TRP HY/RD Brakes

TRP HY/RD Brakes

 

TRP HY/RD Brakes

 

Josh Ross

 

Are the TRP HY/RD the answer for effective, affordable hydraulic road brakes?

 

When riding to work, I was often heard and not seen, especially in the rain. The stock cable‐activated mechanical disc brakes on my Cannondale commuter would announce any deceleration. On a multi‐use trail, a walker I approached from behind told me that he would have “…moved over for your bike, but from the sound, thought it was just a bunch of birds behind me.” I guess I’d tolerate the noise if the system allowed me to deftly stop on the proverbial dime in the wet ‐ which it didn’t. More like sloppily stopping on a very large pizza pan. Sigh.

 

A key challenge facing older “first gen” road disc bike riders is the cable‐activated mechanical disc brakes that came stock on their bikes. Although a vast improvement on caliper brakes, these units can be very noisy and often feel like on/off switches rather than providing graduated increases in braking power. As a daily commuter in the damp Northwest, the ability to lightly feather brakes in a downpour is more than a nicety ‐ it is essential to survival.

 

The TRP HY/RD, could this be the answer to reliable wet weather braking?
The TRP HY/RD, could this be the answer to reliable wet weather braking?

 

I’ve heard about the smoothness of hydraulic road disc brakes. I imagined that they are similar to the
binders that are found on mountain bikes ‐ so efficient and predictable that you forget about them after a while and just ride. I thought about converting to Shimano or SRAM hydraulic road discs, however, the retro‐fit cost for my commuter never seemed justified. (Or I could never find a way to justify the cost to my wife.) I was resigned to just soldiering on with what I had. After all, a daily commuter is not typically the high‐performer of your bike collection.

 

It seems to me that there is a decided bike commuter ethic that directs you to focus your “bike bucks” to your more glamorous rides ‐ the steeds you choose when you want to have fun, not just get from point A to point B. True, we love all of our bikes ‐ but let’s be real here ‐ we use our daily riders in the worst weather. Subjected to rain and road grit, they often look more organic than metallic. To be honest, the only cleaning my daily ride gets is either the annual “degunking” associated with the coming of Spring or the localized cleaning I need to do when I have to repair something.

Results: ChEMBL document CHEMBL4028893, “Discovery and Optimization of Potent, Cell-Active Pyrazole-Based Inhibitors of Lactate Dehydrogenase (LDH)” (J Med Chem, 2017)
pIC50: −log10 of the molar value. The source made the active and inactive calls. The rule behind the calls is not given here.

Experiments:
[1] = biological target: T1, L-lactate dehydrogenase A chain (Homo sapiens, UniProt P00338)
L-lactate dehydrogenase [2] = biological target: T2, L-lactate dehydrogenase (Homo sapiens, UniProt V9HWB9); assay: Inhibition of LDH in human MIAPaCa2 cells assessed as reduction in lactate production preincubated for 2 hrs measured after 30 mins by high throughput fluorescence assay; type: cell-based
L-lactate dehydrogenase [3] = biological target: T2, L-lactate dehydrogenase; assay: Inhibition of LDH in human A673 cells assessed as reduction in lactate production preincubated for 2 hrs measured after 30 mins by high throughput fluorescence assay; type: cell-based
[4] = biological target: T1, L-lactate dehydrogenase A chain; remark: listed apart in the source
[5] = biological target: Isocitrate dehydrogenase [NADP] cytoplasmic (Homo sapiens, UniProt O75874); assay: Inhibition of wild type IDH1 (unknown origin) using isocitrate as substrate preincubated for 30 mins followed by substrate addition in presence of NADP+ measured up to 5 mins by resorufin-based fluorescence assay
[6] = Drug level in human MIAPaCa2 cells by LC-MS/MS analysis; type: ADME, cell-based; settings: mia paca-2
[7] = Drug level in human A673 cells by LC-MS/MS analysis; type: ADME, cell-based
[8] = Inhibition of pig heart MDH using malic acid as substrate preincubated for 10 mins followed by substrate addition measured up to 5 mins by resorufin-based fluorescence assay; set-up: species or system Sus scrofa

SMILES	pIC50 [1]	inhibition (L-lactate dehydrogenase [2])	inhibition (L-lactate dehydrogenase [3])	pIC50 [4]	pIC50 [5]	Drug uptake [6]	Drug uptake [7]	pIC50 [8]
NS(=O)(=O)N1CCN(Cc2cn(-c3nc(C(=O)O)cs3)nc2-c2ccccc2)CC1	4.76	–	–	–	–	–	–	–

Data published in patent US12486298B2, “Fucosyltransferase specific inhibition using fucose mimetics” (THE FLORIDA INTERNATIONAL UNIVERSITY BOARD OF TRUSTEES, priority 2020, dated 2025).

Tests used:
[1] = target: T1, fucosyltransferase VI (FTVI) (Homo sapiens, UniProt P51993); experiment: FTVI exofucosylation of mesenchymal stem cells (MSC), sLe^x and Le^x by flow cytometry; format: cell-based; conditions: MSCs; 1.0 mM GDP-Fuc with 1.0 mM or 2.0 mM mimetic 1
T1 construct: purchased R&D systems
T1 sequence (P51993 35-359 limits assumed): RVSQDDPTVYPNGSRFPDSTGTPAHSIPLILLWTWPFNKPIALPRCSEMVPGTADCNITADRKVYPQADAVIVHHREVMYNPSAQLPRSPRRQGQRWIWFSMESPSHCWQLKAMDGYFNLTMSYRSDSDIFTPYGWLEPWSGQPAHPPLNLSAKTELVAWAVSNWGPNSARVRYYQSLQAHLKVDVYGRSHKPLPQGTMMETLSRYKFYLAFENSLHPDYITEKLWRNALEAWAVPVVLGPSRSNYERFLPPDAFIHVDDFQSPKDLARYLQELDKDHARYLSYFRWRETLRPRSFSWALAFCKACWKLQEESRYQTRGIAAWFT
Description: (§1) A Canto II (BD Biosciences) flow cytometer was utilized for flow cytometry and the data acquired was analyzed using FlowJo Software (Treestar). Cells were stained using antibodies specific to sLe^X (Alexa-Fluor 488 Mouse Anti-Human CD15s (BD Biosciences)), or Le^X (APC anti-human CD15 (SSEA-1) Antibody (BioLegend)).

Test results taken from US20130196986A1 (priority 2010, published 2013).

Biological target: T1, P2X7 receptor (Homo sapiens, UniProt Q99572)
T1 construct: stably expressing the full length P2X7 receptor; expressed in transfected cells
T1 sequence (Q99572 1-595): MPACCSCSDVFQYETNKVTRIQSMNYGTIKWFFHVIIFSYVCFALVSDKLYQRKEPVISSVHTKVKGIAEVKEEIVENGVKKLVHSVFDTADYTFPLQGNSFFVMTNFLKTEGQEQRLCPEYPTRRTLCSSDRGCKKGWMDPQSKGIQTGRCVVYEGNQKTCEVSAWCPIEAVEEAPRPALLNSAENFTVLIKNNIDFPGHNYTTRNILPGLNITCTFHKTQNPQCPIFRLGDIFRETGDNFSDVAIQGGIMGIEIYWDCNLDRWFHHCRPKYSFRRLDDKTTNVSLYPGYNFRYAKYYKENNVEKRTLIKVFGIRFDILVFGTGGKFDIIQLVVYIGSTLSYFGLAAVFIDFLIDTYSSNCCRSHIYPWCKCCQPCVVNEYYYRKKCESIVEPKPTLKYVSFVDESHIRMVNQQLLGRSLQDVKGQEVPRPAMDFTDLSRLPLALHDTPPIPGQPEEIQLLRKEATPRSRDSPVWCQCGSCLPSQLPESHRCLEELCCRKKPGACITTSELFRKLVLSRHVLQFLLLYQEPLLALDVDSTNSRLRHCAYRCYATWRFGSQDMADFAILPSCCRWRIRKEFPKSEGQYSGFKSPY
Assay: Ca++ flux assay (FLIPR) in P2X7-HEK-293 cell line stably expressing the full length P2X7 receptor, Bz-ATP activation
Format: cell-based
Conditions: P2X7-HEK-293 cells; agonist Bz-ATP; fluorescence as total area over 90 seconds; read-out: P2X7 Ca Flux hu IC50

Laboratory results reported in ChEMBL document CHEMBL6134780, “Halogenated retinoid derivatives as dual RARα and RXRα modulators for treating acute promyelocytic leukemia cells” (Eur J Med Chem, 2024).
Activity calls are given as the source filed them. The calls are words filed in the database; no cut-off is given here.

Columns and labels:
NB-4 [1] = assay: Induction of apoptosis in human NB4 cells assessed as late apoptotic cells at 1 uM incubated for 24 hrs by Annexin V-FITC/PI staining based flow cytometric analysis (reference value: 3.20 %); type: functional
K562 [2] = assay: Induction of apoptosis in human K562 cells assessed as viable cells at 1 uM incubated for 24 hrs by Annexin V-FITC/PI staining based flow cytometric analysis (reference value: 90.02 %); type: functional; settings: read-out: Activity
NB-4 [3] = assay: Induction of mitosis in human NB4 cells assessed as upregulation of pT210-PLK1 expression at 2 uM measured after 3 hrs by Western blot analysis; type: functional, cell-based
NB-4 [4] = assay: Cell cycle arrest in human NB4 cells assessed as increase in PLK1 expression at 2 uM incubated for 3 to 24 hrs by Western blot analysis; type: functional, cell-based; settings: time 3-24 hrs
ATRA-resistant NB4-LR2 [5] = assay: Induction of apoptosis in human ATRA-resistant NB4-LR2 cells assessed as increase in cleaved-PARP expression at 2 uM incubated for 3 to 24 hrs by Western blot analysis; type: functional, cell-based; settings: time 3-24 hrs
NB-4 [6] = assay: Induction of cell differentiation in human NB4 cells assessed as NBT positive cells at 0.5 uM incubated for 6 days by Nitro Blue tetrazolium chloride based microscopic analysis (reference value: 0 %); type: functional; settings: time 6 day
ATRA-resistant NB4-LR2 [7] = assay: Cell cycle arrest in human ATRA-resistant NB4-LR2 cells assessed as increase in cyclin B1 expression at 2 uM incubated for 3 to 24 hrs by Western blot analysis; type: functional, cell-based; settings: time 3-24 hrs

A cable pulling on a lever operates the hydraulic piston, simple and  will work with standard road levers
A cable pulling on a lever operates the hydraulic piston, simple and will work with standard road levers

 

So your commuter is the low‐man on the totem pole when it comes to upgrades. When a new saddle goes on my prized road bike, the old one moves down the food chain to my commuter. Typically, my commuter only gets something new when something wears out or breaks ‐ and even then it’s often a used part from the bin.

 

The only alternative to this hand‐me‐down philosophy is when something comes along that will make a substantial improvement in the operation of the bike without breaking the bank. That’s how I felt when I first heard about TRP’s HY/RD (pronounced “High Road”) brakes, a mechanically activated hydraulic road brake that would neatly bolt‐on to my existing commuter’s disc mounts. This hybrid approach seemed to be just what the doctor ordered and at a price point that made retro‐fitting fiscally responsible.

 

A barrel adjuster allows you to take out any cable slack, pad wear  is compensated for by the HY/RDs being an open system
A barrel adjuster allows you to take out any cable slack, pad wear is compensated for by the HY/RDs being an open system

 

I bolted them on and set them up. Pretty straight‐forward even with Runkel secondary brake levers. A little fiddling with the adjustments to avoid the pad rubbing and I was ready to go. A test ride revealed that they indeed stopped well in the dry ‐ clearly better than the old brakes. The anticipated improvement in modulation was very apparent from the start. More importantly, I felt that it was possible to take the brakes right up to “just before locking” repeatedly and predictably! Amazing!

 

The real test would come when the rains came….which, if you have been following the weather patterns in the Pacific Northwest, didn’t happen this Spring! There I was with potentially the best wet binders I have ever had and uncharacteristically dry weather.

 

Fortunately, the product testing weather gods finally gave me a break, and the skies opened. I rushed out to see what the HY/RD’s would do in the wet. I was not disappointed! Quiet and effective! I tried a series of “emergency” stops with the rotors dripping and was pleased with the results ‐ each and every application resulted in the same outcome ‐ namely that the bike came to a predictable stop while I was able to avoid locking them up.

 

A silver cap sits on top of the reservoir, the TRP HY/RD uses mineral  oil
A silver cap sits on top of the reservoir, the TRP HY/RD uses mineral oil

 

TRP has come up with the answer for all of us mechanical road disc “early adopters” who want to add state of the art performance to their existing bikes at a reasonable cost. The HY/RD’s smooth hydraulic action helped introduce me to the blissful sounds of silence. Additionally, stopping on those wet, dark commutes that are so common in the Northwest will be a lot less stressful.

 

Bottom line here is that if you’ve got an older groupset with disc brakes that aren’t getting the job done, but you aren’t ready to upgrade to a whole new hydraulic system, then the HY/RD is your answer. It’s easy to bolt on, the price is right and it does exactly what it’s supposed to. You won’t be sorry about this upgrade and I would definitely recommend it.

 

 

TRP

 

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